How America's Social Structure Causes Deviance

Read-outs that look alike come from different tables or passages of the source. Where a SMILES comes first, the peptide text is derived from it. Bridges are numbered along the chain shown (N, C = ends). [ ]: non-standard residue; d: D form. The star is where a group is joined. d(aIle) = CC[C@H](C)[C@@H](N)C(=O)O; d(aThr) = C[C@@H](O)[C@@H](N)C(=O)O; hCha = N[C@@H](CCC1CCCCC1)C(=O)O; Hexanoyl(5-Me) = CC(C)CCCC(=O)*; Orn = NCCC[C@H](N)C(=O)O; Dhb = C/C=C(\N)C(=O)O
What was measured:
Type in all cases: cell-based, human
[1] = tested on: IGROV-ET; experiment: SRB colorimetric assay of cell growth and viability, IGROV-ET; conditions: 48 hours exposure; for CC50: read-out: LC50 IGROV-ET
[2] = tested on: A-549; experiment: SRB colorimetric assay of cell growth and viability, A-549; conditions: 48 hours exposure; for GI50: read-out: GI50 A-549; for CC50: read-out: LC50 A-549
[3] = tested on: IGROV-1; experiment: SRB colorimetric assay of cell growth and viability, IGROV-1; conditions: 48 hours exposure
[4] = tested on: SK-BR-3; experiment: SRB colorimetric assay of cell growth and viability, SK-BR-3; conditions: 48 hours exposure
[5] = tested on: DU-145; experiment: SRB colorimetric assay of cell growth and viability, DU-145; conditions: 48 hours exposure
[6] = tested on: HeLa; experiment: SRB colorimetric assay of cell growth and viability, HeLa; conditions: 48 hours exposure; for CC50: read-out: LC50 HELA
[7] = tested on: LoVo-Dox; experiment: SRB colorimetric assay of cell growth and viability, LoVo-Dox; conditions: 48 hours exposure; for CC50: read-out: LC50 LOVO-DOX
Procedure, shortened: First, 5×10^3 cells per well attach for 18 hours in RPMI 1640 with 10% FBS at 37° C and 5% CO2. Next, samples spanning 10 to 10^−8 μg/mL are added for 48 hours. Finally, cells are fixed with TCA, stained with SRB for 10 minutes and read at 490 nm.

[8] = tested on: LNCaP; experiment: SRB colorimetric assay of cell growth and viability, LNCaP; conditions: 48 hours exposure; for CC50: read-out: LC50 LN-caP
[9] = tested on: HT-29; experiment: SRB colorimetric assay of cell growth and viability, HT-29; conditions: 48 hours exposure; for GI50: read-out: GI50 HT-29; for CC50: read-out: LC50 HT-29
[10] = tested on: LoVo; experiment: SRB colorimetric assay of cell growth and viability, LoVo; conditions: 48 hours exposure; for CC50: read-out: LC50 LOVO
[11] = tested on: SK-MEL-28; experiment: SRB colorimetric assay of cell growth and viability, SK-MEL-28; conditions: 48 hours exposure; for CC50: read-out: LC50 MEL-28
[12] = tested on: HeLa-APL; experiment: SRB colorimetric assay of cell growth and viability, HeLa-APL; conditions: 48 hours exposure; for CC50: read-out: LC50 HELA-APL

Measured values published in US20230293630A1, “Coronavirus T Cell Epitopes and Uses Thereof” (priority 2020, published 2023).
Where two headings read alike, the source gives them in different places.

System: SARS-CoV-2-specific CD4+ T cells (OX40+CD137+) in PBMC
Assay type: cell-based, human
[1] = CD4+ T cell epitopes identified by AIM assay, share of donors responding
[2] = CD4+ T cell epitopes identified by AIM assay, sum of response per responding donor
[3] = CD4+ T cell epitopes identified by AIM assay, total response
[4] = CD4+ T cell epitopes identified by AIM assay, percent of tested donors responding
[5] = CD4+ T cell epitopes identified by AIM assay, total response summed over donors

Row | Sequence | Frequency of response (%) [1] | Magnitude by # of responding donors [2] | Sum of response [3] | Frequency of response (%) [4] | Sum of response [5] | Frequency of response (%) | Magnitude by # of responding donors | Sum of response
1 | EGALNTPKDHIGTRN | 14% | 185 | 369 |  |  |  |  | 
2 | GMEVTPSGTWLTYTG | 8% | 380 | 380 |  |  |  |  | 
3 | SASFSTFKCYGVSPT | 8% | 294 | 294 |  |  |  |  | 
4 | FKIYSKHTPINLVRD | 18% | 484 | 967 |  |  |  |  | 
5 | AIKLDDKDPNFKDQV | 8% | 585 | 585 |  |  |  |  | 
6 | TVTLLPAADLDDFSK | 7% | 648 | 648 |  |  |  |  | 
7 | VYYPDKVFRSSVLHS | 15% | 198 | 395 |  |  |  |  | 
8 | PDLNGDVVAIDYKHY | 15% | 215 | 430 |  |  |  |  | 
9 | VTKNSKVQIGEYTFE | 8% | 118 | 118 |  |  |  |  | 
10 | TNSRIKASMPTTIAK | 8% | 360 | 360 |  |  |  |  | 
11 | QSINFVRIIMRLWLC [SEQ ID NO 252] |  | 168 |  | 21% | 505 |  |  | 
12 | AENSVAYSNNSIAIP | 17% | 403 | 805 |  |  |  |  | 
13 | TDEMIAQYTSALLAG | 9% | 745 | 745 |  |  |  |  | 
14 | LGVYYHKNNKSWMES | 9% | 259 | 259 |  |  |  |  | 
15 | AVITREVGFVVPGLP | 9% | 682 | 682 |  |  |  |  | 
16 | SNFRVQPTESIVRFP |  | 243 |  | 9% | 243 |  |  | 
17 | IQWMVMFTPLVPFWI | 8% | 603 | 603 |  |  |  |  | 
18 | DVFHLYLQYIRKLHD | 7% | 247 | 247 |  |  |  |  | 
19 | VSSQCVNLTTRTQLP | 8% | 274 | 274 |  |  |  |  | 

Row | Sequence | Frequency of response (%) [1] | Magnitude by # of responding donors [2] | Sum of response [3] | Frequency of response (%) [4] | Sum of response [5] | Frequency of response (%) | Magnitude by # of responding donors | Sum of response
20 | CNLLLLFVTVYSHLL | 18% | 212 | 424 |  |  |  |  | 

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How America's Social Structure Causes Deviance Although many people know that deviancy is apparent in American society, few realize that it is society itself that causes deviancy. Our social structure exerts numerous pressures among people in our society to engage in non-conforming and deviant behavior to achieve the American dream. American society does this by emphasizing certain success goals, and not emphasizing the correct means to achieve these goals. In addition, deviancy is reinforced in numerous elements of American social structure through culturally defined goals, institutionalized means, societal reactions, and various forms of sanctions. Further, American society has a strong emphasis on wealth and an unreasonable demand for success. Therefore, Americans are lead to forms of innovation, deviancy, and live in a state of anomie. First, we must examine the definitions of deviance and norms. Henry defines deviance as a person who goes against the standards, expectations, and norms of their society (lecture). Further, deviancy is thought of as a personal attribute or behavior that results in social disapproval from others, or behavior that breaks the rules and norms for that society(Social Deviance 5). Norms are rules of conduct, and each norm is a statement of desirable or undesirable behavior. Examples of desirable and undesirable states of being are messages like "don't be too fat" and "don't be too thin" (Social Deviance 5). In addition, norms are the shared expectations and evaluations of behavior or being that the majority of society's members agree upon. Meier states that expectations refer to how people will act or be, and evaluations are how people should act or be (Social Deviance 5). These expectati... ... middle of paper ... ...ber 1999. Hornsby, Anne M. "Surfing the Net for Community: A Durkheim Analysis of Electronic Gatherings." Illuminating Social Life. Ed. Peter Kivisto. Thousand Oaks: Pine Forge P, 1998. 82-84. Krohn, Marvin and James Massey. "Social Control and Delinquent Behavior." The Sociological Quarterly 21, (1980): 529-544. Lemert, Charles. "Social Theory: Its Uses and Pleasures." Social Theory 1-20. Lemert, Charles., ed. Social Theory: The Multicultural and Classic Readings. 2nd ed. Boulder: Westview, 1999. Merton, Robert K. "Social Structure and Anomie." Social Theory 229-41. Mills, C. Wright. "The Sociological Imagination." Social Theory 115-123. Ward, David A., Timothy J. Carter, and Robin D. Perrin. Social Deviance: Being Behaving and Branding. Needham Heights: Allyn and Bacon, 1994. Weber, Max. "Class Status and Party." Social Theory 115-23.
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